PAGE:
Other pages about
Battle of Bosworth
Further reading on the Battlefield
Various authors have attempted to place the events of the battle within the landscape. In almost every case they have failed dismally because they have failed to employ the well developed techniques of landscape archaeology. While Hutton and Nichols, who were working in the late 18th century, can be excused these failures, the same cannot be said of more recent authors. These include Wright and even Burne, but most notable amongst them is Williams, whose work completely misrepresented the character of the historic terrain of the battlefield. He even invented a massive marsh on the slopes of Ambion hill for which there is no evidence at all. As a result almost all authors on the battle have provided wildly inaccurate interpretation as to where the key events of the battle actually took place.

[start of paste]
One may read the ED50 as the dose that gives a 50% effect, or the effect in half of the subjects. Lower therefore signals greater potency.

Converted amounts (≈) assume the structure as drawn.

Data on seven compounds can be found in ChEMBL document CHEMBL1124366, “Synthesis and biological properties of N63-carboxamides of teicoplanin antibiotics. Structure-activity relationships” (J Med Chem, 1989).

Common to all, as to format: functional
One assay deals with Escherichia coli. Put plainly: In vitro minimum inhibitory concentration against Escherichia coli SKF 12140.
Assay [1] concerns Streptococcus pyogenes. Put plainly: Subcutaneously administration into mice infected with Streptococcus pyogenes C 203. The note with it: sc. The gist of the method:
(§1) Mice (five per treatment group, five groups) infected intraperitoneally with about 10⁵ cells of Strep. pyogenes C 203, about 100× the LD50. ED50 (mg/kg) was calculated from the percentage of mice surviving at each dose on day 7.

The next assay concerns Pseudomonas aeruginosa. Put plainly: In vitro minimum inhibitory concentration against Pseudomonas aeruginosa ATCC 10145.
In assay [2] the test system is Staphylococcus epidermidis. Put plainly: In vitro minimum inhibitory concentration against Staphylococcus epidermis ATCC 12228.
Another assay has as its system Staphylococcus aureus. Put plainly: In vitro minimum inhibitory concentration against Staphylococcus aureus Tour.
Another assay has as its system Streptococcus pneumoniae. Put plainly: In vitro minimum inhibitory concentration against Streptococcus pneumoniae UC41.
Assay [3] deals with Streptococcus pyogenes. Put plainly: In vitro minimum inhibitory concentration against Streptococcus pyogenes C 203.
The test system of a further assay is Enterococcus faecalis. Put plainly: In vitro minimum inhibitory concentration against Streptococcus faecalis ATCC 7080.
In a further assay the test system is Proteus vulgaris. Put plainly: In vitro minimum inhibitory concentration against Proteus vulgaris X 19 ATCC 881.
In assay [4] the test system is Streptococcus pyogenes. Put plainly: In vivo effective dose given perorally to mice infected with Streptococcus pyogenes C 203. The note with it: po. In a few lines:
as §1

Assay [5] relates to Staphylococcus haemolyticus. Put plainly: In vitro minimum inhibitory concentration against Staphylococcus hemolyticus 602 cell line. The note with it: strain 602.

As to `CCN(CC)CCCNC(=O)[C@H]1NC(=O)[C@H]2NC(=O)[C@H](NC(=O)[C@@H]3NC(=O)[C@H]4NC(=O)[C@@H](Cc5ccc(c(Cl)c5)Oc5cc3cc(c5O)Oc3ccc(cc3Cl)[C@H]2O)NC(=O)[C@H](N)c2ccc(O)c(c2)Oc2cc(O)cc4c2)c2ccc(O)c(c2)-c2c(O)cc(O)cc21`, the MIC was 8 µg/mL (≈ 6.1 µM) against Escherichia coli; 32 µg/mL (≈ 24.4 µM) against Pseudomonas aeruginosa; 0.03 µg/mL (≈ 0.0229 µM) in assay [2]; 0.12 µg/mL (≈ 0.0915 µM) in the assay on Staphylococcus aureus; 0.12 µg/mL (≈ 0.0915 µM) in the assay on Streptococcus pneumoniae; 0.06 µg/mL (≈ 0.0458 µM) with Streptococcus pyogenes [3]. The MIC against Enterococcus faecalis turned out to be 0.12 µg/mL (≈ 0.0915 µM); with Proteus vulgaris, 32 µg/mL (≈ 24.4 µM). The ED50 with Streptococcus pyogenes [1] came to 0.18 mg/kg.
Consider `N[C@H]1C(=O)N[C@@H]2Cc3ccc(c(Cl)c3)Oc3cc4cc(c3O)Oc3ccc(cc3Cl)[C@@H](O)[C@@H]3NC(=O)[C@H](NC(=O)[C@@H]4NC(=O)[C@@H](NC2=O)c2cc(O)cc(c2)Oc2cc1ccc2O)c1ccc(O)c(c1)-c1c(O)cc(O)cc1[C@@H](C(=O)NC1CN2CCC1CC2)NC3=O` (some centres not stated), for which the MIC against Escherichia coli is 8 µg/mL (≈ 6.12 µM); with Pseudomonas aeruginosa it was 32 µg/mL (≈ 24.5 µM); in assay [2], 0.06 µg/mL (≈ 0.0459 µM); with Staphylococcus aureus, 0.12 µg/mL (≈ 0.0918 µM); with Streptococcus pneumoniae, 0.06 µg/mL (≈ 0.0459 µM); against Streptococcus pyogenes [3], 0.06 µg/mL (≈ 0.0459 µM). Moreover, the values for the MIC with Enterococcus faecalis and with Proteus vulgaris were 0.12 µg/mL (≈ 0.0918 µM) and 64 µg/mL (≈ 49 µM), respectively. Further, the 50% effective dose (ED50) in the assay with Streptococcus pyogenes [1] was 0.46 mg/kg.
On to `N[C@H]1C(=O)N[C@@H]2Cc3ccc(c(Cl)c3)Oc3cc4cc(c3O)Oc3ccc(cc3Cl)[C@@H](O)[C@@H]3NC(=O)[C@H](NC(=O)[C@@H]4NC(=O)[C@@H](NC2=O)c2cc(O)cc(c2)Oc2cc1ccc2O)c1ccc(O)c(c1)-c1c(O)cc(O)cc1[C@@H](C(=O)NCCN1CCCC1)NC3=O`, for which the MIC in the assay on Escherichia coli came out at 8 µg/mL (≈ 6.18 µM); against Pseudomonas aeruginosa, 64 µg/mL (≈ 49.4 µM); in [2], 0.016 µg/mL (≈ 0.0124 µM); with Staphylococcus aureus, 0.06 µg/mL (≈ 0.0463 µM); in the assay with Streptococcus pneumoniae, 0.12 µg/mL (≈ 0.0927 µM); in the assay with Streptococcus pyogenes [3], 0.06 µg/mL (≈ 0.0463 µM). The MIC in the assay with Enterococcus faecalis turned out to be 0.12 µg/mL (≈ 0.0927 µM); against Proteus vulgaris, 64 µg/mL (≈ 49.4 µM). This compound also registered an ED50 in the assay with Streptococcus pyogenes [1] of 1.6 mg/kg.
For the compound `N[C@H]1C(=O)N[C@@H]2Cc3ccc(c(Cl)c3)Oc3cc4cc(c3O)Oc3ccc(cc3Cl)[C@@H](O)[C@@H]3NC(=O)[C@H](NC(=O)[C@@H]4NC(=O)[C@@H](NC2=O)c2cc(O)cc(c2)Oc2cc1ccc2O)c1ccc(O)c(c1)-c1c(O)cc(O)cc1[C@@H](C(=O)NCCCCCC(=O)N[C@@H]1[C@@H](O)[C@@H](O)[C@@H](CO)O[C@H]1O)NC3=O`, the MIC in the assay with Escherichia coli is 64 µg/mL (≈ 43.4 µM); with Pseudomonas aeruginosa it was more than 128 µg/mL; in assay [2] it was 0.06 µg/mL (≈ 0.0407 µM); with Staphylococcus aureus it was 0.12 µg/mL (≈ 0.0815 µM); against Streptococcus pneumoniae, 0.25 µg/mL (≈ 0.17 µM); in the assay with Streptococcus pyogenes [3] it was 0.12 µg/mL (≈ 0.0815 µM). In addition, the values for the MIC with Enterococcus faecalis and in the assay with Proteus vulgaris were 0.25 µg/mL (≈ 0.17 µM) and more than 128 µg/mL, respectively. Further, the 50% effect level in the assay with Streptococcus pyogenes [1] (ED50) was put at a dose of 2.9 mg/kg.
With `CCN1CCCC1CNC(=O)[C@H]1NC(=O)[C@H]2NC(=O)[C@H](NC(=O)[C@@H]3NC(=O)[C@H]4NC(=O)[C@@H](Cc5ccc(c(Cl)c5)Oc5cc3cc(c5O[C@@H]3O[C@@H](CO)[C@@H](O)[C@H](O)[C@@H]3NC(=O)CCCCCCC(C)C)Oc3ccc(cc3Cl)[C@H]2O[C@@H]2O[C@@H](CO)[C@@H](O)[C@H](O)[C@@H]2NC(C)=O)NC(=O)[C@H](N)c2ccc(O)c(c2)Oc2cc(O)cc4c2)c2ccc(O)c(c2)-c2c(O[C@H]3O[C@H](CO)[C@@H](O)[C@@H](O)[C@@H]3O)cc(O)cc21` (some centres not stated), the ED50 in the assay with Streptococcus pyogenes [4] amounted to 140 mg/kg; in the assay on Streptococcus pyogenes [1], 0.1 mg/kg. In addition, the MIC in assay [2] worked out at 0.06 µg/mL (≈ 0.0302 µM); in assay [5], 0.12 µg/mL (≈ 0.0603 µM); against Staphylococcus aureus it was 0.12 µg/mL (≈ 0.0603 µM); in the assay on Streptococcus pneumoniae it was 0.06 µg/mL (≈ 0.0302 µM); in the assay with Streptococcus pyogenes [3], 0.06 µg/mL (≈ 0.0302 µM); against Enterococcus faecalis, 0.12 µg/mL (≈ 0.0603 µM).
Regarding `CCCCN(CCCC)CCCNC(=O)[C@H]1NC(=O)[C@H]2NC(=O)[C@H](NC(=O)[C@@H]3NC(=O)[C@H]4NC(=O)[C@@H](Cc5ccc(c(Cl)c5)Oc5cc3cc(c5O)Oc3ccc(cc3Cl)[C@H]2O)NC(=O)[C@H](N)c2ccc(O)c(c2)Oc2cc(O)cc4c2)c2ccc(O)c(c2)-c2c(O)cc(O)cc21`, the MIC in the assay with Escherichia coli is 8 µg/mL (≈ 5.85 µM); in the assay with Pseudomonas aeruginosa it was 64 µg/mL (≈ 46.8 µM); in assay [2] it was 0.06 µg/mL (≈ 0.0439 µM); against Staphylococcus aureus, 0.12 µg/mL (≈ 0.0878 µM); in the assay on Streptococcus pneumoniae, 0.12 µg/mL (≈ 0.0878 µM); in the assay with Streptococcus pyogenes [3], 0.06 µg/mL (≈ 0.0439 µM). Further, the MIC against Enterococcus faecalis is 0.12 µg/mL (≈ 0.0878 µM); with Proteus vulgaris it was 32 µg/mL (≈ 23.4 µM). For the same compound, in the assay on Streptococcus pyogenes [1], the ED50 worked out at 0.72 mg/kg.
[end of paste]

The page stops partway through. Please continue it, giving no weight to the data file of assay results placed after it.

The one exception is Foss. His study has provided the starting point for the solution of the problems of Bosworth battlefield, but it is a slim volume that focuses primarily upon locating and defining the general extent and character of Redemore. Far more needs to be done in mapping the historic terrain in detail before we have an adequate understanding of the battlefield at Bosworth.
Foss, P. J. (1998) The Field of Redemore : The Battle of Bosworth, 1485, Kairos Press, Newtown Linford.
Hutton, W. (1813) The Battle of Bosworth Field : between Richard the Third and Henry Earl of Richmond, August 22, 1485, Nichols Son and Bentley, London.
Williams, D. T. (2001) The Battle of Bosworth Field, Leicestershire County Council, Leicester.
- Wright, K. S. (2002) The Field of Bosworth, Kingsway Publishing, Leicester.
The issues were recently reviewed for Leicestershire County Council by Foard, to assist in the design of future survey and interpetation of the battlefield. A copy of that report, excluding illustrations, is provided in the download area on the left of the screen.